Thursday, 30 January 2014

Book of the Month: Embedded, by Dan Abnett

Dan Abnett is probably more familiar to readers for his work on the Gaunt's Ghosts and Eisenhorn series of novels in the Warhammer 40,000 universe, although he has also worked in the world of comics. Embedded is one of his first forays into science fiction under his own name, without recourse to another firm's IP. It is rather good. Indeed, it has been a long time since I've read something this compulsive. I'm currently struggling through Wolf Hall as part of my bedtime reading, and I'm finding that quite easy to put down. Embedded is an entirely different animal.

Although the wider 'state of the galaxy' background is not provided with great detail, it is fair to say that Embedded takes place roughly 200 years or more into the future, where humanity has settled roughly 300 planets. There is still a cold war of sorts, between the US (United Status) and the Central Bloc (which seems to be a coalition of Russia and China with some other affiliates). Settlement of new systems is being managed by the Settlement Office on the US side, and new planets seem to be divided up fairly peacefully between it and the Bloc.

"His guys were looking at him. Kilo One. Stabler. Preben. Bigmouse. They were ready. Their expressions were stone, unreadable, but he could taste wariness. He could see someone else's face reflected in the espresso-black of their glares."

Embedded is very much a creature of its time however - there are echoes of the war in Iraq everywhere. The first section of the book deals with the arrival of Pulitzer prize-winning journalist Lex Falk on Settlement Eighty-Six and his efforts to uncover a story. It is a familiar tale of a military organisation wanting to be seen to provide access to the press and control the news message, while at the same time denying reporters real access to the story. However, the twist in the tail here is the involvement of GEO, a mega-corp which, for interests of its own, decides to provide Falk with an edge, namely using experimental biotech to embed his consciousness in the mind of a US special forces soldier about to go on a mission, without the SO Military Directorate knowing of course.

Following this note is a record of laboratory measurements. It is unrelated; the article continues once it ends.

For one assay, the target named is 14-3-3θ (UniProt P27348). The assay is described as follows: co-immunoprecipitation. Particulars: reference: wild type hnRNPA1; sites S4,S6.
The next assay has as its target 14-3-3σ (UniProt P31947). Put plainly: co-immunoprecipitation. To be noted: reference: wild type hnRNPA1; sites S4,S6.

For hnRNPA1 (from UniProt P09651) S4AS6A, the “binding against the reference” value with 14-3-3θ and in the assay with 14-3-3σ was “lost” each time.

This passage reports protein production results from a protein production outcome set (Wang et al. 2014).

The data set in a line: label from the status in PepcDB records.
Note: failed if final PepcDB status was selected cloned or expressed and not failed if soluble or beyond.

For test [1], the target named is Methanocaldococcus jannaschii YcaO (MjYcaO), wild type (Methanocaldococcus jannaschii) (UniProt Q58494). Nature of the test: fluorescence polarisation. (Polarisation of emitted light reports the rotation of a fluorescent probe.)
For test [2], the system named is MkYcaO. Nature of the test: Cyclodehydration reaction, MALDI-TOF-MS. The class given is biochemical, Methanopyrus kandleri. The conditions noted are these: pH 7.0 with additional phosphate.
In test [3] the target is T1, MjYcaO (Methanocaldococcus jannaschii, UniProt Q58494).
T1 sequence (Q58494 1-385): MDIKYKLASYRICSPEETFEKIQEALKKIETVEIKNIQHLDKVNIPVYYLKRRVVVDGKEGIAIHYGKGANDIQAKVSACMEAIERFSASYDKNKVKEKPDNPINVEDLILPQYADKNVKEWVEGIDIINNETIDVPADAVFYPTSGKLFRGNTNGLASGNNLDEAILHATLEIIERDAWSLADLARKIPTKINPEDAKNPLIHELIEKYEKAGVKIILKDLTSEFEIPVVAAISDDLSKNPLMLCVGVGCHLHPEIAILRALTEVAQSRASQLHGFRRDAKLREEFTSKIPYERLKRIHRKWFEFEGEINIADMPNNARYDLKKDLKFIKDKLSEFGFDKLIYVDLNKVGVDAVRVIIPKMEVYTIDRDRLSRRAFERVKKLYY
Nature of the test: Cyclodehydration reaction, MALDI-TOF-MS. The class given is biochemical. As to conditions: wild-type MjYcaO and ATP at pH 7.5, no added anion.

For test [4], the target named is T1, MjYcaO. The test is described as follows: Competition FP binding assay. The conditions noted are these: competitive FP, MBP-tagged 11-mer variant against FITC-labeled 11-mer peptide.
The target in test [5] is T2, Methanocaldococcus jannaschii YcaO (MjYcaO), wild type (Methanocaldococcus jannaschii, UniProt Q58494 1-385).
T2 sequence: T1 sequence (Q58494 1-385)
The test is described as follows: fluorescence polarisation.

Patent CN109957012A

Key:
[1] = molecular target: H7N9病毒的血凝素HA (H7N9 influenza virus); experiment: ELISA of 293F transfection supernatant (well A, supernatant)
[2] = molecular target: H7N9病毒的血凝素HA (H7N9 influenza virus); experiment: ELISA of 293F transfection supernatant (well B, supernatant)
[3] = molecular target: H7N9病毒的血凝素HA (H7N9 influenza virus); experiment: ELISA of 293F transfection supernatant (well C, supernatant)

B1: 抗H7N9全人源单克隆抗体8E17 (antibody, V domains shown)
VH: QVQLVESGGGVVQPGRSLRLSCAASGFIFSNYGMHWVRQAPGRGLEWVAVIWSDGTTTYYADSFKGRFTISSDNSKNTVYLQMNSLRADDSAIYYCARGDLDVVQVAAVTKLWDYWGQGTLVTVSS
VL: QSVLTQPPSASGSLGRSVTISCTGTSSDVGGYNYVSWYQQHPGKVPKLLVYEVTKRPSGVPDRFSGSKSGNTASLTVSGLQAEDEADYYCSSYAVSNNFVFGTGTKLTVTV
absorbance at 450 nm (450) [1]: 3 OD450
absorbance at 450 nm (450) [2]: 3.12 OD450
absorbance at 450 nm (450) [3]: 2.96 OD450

"Falk began to panic. He tried to control that, but it was virtually impossible. It was like being stuck in a lift with an incendiary charge.  The combustion source was burning up, getting hotter and brighter and more fierce, and he couldn't get out to get away from it, and it would consume him along with itself."

The story crawls a little bit in the first 70 pages or so as Abnett busily scene sets and lets us get to know Falk and some of the other players in this drama. But once Falk is effectively embedded, the plot really begins to motor and Abnett displays his talent as a writer of sci fi military fiction. Not only is there real pace here, but the attention to detail in his descriptions of scenes and hardware is grittily realistic.

"Pika-don shook hard like she'd been rammed repeatedly by a truck. One of the hardbeam shots went by the nose cone, too fast and bright to be seen, but it left a searing idiot afterimage across his retinas. Then another one punched through the boomer's hull beside him. It had come clean through the hull, across the cabin space, and out the other side. It left a fused, super-heated hole the size of a large-denomination coin. The edges glowed. There was no light, no flash, no visible ray-gun beam like in the sit-ops, just a smeared blur of heat-haze, like petroleum jelly on glass."

Of course, with sci fi military fiction, there is going to be masses of action, and Embnedded really never stops once it rolls past page 75 or so. It begins with a gentle jog, hits a sprint, and then really never stops, right to the last page. I was completely absorbed by it and will certainly be checking out some of Abnett's Warhammer 40K titles after this.

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